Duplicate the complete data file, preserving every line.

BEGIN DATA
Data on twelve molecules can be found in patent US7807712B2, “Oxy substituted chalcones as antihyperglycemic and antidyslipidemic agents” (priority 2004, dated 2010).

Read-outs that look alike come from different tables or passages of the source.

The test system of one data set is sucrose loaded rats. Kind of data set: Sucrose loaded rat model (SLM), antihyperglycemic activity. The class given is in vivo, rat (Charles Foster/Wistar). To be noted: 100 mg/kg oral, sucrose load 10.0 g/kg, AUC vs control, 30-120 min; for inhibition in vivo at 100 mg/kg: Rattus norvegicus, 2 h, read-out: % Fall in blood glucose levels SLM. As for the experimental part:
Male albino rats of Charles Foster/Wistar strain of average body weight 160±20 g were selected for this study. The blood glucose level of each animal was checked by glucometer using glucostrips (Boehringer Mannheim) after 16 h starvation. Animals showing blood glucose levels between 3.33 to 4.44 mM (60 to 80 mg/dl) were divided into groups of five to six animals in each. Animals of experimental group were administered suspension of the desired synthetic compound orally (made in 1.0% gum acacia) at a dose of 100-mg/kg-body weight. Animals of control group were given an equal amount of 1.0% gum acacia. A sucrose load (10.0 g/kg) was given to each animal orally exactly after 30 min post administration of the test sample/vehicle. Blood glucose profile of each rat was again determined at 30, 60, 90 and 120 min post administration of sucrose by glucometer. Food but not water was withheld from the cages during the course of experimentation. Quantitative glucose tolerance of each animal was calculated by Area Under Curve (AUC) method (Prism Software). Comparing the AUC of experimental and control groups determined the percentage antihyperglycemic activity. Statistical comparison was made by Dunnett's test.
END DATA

Data on twelve molecules can be found in patent US7807712B2, “Oxy substituted chalcones as antihyperglycemic and antidyslipidemic agents” (priority 2004, dated 2010).

Read-outs that look alike come from different tables or passages of the source.

The test system of one data set is sucrose loaded rats. Kind of data set: Sucrose loaded rat model (SLM), antihyperglycemic activity. The class given is in vivo, rat (Charles Foster/Wistar). To be noted: 100 mg/kg oral, sucrose load 10.0 g/kg, AUC vs control, 30-120 min; for inhibition in vivo at 100 mg/kg: Rattus norvegicus, 2 h, read-out: % Fall in blood glucose levels SLM. As for the experimental part:
Male albino rats of Charles Foster/Wistar strain of average body weight 160±20 g were selected for this study. The blood glucose level of each animal was checked by glucometer using glucostrips (Boehringer Mannheim) after 16 h starvation. Animals showing blood glucose levels between 3.33 to 4.44 mM (60 to 80 mg/dl) were divided into groups of five to six animals in each. Animals of experimental group were administered suspension of the desired synthetic compound orally (made in 1.0% gum acacia) at a dose of 100-mg/kg-body weight. Animals of control group were given an equal amount of 1.0% gum acacia. A sucrose load (10.0 g/kg) was given to each animal orally exactly after 30 min post administration of the test sample/vehicle. Blood glucose profile of each rat was again determined at 30, 60, 90 and 120 min post administration of sucrose by glucometer. Food but not water was withheld from the cages during the course of experimentation. Quantitative glucose tolerance of each animal was calculated by Area Under Curve (AUC) method (Prism Software). Comparing the AUC of experimental and control groups determined the percentage antihyperglycemic activity. Statistical comparison was made by Dunnett's test.